Dearbhail McDonald: ‘Vicious attacks on QIH executives reminiscent of a dark Border past’


Dearbhail McDonald: ‘Vicious attacks on QIH executives reminiscent of a dark Border past’

The burnt-out car belonging to the daughter of Tony Lunney, a senior manager at QIH
The burnt-out car belonging to the daughter of Tony Lunney, a senior manager at QIH

HAD the wind been blowing in a different direction after arsonists set Dara O’Reilly’s car alight, you could have been reading about the murders of an entire family instead of yet another near-miss attack on a business executive working for Quinn Industrial Holdings (QIH).

O’Reilly, the chief financial officer of QIH, was upstairs in his home with his wife and two children when arsonists attacked his property in Butlersbridge, Co Cavan.

His life and that of his family were saved by favourable winds and the quick actions of the emergency services.

O’Reilly, a former senior lieutenant in the once powerful Quinn Group founded by the ex-billionaire Sean Quinn, is not alone.

There have been more than 70 attacks on the Fermanagh-Cavan border since 2011, when the Quinn Group was placed into share receivership by the now defunct Anglo Irish Bank. And there have been more than 20 attacks in the last three years targeting the senior management running companies formerly owned by Sean Quinn Snr.

For his part, Sean Quinn Snr, who was jailed for nine weeks for contempt of court in 2012 – he and his son Sean Jr, were jailed for their part in continuing to put assets beyond the reach of the IBRC – has wept vociferous tears and cried foul that he hasn’t been able to regain control of his once private empire.

He has done so while publicly condemning attacks, allegedly perpetrated by a ‘lunatic fringe’ of Quinn supporters who want to see him returned to his purported rightful place.

The mounting spate of arson incidents is truly terrifying and unprecedented in Irish corporate life. In one incident, the tyre factory of a QIH senior manager was gutted after being set alight. The attack on the factory came hours after an update to QIH staff in which QIH condemned intimidation of its managers and staff.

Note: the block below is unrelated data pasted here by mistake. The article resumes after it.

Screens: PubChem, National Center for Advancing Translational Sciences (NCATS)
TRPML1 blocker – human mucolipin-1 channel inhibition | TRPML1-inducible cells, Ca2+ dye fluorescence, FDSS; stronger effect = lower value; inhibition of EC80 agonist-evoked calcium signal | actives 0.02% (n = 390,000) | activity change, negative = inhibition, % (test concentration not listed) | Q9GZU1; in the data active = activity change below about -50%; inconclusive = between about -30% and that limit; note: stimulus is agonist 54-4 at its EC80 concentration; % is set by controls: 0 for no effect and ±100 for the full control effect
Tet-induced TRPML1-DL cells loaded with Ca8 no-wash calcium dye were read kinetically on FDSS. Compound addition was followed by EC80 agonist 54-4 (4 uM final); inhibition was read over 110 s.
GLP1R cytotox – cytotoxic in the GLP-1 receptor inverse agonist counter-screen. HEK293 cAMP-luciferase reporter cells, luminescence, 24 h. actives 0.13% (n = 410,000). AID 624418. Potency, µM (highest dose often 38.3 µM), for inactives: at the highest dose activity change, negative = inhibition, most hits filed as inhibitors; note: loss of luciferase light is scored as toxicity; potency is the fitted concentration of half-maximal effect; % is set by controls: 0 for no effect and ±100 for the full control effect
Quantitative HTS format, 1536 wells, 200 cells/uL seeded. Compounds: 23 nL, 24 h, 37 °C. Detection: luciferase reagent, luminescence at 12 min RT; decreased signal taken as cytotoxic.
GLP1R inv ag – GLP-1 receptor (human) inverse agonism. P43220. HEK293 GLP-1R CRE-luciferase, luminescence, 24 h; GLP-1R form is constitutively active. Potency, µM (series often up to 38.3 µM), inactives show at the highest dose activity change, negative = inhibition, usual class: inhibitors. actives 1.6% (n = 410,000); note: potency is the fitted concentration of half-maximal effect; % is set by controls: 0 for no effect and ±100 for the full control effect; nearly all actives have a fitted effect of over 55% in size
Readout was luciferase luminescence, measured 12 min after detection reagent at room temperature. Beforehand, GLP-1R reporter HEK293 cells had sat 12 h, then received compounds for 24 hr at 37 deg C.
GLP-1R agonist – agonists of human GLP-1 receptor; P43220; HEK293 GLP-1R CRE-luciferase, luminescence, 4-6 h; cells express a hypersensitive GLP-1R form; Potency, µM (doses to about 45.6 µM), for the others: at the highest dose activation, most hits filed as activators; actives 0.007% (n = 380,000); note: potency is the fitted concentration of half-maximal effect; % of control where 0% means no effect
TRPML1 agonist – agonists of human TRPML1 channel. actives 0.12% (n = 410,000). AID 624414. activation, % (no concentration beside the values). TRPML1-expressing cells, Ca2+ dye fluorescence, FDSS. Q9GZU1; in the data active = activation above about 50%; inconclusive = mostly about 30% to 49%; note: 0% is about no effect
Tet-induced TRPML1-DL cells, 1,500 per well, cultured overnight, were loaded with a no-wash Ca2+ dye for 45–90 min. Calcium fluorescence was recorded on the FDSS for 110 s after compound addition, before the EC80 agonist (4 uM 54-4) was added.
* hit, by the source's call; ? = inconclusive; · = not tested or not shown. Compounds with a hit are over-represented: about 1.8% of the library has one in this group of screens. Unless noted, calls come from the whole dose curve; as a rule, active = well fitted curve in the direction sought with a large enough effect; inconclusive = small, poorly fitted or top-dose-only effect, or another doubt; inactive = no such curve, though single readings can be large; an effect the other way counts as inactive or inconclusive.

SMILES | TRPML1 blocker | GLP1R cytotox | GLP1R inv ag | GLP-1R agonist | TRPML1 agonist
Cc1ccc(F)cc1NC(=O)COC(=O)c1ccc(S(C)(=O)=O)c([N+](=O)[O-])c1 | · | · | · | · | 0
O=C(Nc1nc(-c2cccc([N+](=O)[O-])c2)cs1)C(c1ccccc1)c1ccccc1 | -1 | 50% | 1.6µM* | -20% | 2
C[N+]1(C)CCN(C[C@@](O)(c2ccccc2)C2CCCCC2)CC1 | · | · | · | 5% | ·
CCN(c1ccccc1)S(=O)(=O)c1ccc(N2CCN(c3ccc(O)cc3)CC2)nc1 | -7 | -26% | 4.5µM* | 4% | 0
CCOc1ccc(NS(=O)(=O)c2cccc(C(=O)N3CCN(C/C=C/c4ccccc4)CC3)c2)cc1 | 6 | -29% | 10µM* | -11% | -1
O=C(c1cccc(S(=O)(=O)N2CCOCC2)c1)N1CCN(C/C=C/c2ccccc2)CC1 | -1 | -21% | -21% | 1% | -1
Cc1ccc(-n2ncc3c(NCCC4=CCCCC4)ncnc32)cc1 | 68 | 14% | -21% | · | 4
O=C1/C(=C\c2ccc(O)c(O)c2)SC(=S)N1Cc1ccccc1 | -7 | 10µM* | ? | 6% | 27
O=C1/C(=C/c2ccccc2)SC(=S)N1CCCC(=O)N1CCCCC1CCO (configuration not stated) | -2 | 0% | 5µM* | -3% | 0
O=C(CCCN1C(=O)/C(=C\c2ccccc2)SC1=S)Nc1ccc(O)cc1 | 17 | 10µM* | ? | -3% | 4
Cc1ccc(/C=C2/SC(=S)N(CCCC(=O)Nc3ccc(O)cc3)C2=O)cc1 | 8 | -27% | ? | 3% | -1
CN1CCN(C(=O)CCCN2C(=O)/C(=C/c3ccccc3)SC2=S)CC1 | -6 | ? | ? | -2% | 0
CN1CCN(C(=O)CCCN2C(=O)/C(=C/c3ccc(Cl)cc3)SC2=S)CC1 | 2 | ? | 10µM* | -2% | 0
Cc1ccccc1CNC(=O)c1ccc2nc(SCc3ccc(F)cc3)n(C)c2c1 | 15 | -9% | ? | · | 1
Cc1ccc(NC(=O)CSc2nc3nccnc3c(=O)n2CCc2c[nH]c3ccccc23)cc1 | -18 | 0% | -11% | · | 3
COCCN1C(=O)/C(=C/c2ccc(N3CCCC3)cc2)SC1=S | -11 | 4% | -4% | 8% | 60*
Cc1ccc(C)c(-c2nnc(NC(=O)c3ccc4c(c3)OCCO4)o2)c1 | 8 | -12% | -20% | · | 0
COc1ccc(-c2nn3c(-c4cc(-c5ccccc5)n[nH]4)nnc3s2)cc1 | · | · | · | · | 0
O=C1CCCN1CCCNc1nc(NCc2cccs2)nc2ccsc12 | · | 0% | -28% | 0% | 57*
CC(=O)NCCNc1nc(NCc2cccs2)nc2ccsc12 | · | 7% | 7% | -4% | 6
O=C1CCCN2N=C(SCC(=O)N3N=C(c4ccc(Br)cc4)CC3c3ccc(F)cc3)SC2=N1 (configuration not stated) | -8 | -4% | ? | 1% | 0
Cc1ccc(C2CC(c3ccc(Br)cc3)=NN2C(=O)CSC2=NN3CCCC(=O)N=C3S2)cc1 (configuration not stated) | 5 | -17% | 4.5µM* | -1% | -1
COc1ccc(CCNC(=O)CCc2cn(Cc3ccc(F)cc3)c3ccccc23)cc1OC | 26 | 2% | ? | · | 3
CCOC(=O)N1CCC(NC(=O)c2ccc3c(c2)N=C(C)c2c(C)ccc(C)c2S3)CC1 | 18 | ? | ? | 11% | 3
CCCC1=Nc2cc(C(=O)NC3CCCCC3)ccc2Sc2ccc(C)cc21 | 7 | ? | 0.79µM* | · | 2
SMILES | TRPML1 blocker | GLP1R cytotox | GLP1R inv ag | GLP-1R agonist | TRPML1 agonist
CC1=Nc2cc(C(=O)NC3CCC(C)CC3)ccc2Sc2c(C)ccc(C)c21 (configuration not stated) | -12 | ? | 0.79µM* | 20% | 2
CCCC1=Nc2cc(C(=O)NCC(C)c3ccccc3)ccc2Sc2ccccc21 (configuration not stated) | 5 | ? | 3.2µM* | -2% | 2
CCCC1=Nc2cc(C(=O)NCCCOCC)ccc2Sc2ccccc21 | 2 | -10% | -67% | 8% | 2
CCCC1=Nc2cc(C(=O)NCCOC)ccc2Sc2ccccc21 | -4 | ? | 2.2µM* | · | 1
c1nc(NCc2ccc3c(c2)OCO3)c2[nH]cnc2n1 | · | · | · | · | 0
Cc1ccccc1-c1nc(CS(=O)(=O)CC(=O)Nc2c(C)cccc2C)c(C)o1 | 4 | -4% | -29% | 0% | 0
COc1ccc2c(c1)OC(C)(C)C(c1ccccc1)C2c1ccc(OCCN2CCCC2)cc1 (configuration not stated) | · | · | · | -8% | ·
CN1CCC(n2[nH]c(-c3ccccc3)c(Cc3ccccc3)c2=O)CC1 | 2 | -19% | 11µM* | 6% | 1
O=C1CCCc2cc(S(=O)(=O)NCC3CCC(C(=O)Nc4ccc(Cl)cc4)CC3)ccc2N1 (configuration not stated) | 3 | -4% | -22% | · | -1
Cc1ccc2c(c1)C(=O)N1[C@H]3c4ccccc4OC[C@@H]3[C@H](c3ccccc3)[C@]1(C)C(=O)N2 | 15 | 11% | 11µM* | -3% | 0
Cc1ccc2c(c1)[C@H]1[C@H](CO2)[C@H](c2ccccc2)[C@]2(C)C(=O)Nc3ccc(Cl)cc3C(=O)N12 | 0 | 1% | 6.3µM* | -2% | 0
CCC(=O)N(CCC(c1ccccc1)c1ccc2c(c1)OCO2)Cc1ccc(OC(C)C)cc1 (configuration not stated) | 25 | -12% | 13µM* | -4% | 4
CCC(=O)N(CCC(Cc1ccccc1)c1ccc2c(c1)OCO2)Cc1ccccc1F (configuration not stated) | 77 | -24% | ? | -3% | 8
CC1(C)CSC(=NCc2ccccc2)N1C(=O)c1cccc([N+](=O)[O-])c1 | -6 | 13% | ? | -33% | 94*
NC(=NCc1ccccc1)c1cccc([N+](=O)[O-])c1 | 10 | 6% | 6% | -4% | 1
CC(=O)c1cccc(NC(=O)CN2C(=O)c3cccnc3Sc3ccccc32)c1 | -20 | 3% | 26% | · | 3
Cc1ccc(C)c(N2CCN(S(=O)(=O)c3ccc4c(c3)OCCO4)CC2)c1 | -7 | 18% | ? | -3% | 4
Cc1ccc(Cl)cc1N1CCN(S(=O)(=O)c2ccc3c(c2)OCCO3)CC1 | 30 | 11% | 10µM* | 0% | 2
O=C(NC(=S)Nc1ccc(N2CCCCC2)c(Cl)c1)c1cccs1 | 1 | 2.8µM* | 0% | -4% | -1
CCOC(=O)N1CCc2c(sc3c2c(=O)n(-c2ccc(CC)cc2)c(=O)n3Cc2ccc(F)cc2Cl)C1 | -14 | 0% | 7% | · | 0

And last Tuesday night, the life and property of Tony Lunney, another senior manager at QIH, was jeopardised when a car belonging to Lunney’s daughter was set alight.

The ‘lesser’ intimidatory attacks on QIH’s owners, officers, staff and their families, bear all the hallmarks of paramilitarism that blighted the border – and beyond – during the worst years of the Troubles. They are too numerous to mention, but they include the display of signs criticising senior management and their salaries – one sign refers to a ‘Stolen Empire’ – as well as egregious abuses and false allegations spread on social media.

The onslaught includes a pig’s head dumped at the home of a director, packages with rifle bullets and a funeral wreath warning the workers of Vestas – the energy company the Quinn Group once owned – with a note to stay away from the Slieve Rushen wind farm or face being shot.

When a group of Irish investors backed by three US hedge funds bought Quinn group operations in Cavan and Fermanagh in 2014, it was widely believed that this would herald the pathway to the former billionaire’s eventual ownership of QIH.

The instalment of former Quinn Group directors such as O’Reilly and McCaffrey augured well that this might be the outcome.

But Quinn Snr, hired as a €500,000 a year consultant with QIH – which insisted that Quinn Snr could not have a management role or ownership stake – parted ways two years ago.

Last August Quinn Snr complained bitterly again at a public meeting that he had been treated deplorably, insisting he was the best man to ‘sort out’ QIH, lamenting that efforts to secure his business back had been thwarted at every turn.

Quinn Snr moved on, but the attacks against QIH directors not only continued but intensified, culminating in the recent spate of arson attacks directed against some of his former closest colleagues. As with many activities on the border, gardai and PSNI have been met with a stunning omerta and an inconceivable impunity on the part of the perpetrators.

In the wake of the latest attack, QIH chief executive Liam McCaffrey – one of the most senior players in the former Quinn Group – lamented the threats to the lives and well-being of staff on both sides of the Border.

“It is also enormously frustrating that following years of intimidation and threats and a substantial escalation of violence over recent months that not a single arrest has been made,” said McCaffrey, raising direct concerns for more than 830 staff, their families and the wider Border communities.

“Unless politicians and the authorities on both sides of the Border properly prioritise and resource this issue, as they have with gangland and paramilitary crime in other areas, lives will be lost.”

It is tempting to dismiss the latest iteration of ‘The Quinn Saga,’ replete with movie grade tales of stolen assets, missing rent rolls and multi-billion bets on the property and banking sectors, as another Bandit Country style tale of lawlessness and thwarted loyalties.

But can you imagine any other Irish or Irish-based company with international investors – and employing almost 1,000 workers – that could be subjected to such hostilities and a seeming collapse in the rule of law? McCaffrey’s chilling but not entirely improbable prediction that lives will be lost, cannot be allowed to pass.

We have been warned.

Sunday Indo Business

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